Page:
Q&A: Mulch basics

Mulching is one of the best ways to maintain soil moisture and minimize the need to weed

favorite mulches

Mulch: more than a pretty face

Rob D. Brodman

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No matter what condition your garden is in, adding a layer of mulch will give it a clean, freshly planted look. But the benefits of mulch are not just cosmetic. Mulching is one of the best ways to maintain soil moisture (and to save on your water bill), insulate roots from both heat and cold, and minimize the need to weed.

Here's what you need to know to get started.

Q: What exactly is mulch?
A: Generally speaking, mulch is any material that protects soil surface and allows air and water through. Mulch is useful over an area of bare soil and around planted areas. Organic mulches (derived from plant material) add nutrients over time and enrich overall soil composition, so they're hard to beat. Compost, aged manure, raked leaves, pine needles, and thin layers of lawn clippings (as long as they're herbicide and pesticide free) all work for various situations. You can also opt for an inorganic mulch such as gravel, granite, or stone.

Q: Will manure burn my plants?
A: It can burn the roots of your plants if it's not well composted, so look for bag labels that specifically say "well-composted manure." Be sure to ask your supplier if you are purchasing in bulk.

Q: How much should I buy?
A: Determine the square footage you want to cover and use the following as a guide: A 2-cubic-foot bag covers an area of 8 square feet that's 3 inches deep; 1 cubic yard of mulch covers an area of 108 square feet, 3 inches deep.

Q: How thickly should I apply the mulch?
A: In general, the denser the mulch particles, the less you need.

Q: Any application tips?
A: Spread mulch to the appropriate thickness, taking care to keep it a few inches away from tree trunks and the crowns and stems of plants. If placed too closely, mulch can retain moisture and cause plants and trees to rot.

Q: How can I keep my mulch clean?
A: Inevitably, leaves and other debris will fall on your mulch. You can remove litter with a small hand rake. Some people use blowers, but lighter mulches may blow away along with unwanted material.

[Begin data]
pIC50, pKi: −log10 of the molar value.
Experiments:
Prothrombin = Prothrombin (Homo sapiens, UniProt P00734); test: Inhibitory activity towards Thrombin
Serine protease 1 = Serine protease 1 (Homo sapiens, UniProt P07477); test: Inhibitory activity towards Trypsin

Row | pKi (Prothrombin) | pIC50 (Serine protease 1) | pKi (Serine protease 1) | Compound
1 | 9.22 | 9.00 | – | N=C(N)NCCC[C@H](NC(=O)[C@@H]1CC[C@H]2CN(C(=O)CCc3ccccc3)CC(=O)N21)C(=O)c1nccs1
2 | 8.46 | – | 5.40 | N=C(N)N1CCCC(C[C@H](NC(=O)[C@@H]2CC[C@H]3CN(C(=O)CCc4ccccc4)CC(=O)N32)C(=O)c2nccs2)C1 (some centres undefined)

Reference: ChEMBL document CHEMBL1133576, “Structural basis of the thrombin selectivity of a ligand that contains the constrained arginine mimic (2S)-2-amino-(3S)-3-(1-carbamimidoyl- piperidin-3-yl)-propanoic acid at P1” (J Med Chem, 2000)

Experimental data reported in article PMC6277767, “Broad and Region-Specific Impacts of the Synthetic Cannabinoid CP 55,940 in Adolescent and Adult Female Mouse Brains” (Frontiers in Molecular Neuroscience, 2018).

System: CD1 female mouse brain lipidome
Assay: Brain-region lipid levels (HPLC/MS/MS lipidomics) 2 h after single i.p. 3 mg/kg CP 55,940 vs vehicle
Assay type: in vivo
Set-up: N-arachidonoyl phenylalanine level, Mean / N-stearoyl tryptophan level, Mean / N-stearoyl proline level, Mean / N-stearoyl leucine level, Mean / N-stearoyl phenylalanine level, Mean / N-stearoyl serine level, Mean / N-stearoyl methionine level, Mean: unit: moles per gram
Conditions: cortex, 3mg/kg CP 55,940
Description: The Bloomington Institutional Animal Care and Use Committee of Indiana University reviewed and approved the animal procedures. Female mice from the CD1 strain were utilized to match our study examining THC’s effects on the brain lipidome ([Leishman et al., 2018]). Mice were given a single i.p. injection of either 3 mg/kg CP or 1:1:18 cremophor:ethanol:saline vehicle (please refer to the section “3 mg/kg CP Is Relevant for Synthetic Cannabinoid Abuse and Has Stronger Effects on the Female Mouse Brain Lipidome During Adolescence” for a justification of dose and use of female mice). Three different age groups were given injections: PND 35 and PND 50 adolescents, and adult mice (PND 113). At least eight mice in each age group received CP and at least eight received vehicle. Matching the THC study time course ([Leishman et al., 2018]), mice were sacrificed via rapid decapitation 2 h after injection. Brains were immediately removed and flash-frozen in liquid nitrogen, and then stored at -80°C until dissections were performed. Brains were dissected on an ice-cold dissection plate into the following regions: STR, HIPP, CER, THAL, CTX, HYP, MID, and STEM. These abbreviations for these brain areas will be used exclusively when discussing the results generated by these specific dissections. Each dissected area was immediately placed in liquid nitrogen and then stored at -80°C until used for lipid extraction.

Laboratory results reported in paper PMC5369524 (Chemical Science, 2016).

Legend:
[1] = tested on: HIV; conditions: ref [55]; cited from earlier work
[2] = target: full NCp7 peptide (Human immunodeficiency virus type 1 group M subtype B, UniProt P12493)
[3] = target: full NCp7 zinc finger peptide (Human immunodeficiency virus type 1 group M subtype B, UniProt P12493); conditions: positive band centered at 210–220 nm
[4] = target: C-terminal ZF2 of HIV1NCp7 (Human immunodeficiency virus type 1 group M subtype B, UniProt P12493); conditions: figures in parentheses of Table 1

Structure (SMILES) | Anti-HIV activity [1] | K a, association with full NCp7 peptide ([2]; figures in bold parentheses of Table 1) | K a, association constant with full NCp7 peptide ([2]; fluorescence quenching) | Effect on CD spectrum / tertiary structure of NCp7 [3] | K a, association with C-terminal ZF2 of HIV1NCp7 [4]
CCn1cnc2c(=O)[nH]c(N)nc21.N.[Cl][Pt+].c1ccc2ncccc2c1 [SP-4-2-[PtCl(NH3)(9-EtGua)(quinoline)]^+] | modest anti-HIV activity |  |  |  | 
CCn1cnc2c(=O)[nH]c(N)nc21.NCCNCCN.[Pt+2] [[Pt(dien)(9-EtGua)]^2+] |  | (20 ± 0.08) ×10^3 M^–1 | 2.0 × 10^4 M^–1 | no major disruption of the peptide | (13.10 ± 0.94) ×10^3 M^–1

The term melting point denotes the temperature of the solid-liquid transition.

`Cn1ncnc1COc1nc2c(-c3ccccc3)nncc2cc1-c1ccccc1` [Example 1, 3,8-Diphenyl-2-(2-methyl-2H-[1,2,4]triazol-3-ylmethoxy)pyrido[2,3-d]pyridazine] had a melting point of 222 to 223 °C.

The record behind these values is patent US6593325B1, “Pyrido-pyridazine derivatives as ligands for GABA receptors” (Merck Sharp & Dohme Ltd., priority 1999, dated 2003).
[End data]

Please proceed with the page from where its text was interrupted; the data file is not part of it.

Q: When should I mulch?
A: At least once a year in early spring before weeds sprout. You can also add a second layer as a top dressing in late fall.

Q: When do I remove it?
A: You can leave mulch in place indefinitely. Just scrape it aside if you want to plant in a mulched area.

Q: What's the best way to mulch container plants?
A: Use the same depth and application technique as for mulching on the ground.

Six of our favorite mulches

Depending on your garden situation, many materials can make great mulches. The following are widely available in bags or in bulk from nurseries and landscape supply centers:

Straw. Light, loose option lets water pass through easily; good around vegetable and strawberry beds. Buy at livestock-feed stores. Don't use hay, which has seed heads that may germinate into weeds. Apply 4-5 inches.

Hazelnut hulls. Good for general use and ideal for paths because hulls let water through easily and don't stick to shoes. Most readily available in and around Oregon's Willam-ette Valley. Apply 2-3 inches.

Cut bark. Made from different types of wood based on where you live; a good all-purpose choice. The mini size shown here gives landscapes a polished look. Apply smallsize 2-3 inches; larger, 4-5 inches.

Decomposed granite (DG). Compacts quickly and doesn't tend to blow away. Especially attractive in Southwestern and desert landscapes, but can be prone to weeds. Apply 1-2 inches.

Shredded bark. Slow to decompose, with a more woodsy, natural look than cut bark. Irregular bits and shredded pieces knit together so it stays in place. Useful on slopes and in windy areas. Apply 2 inches.

Tumbled glass. Pricey ($3-$7 a pound or more), so used mainly to add color and punch to small areas. Available from Bedrock Industries, www.bedrockindustries.com or 877/283-7625. Apply 2-3 inches.

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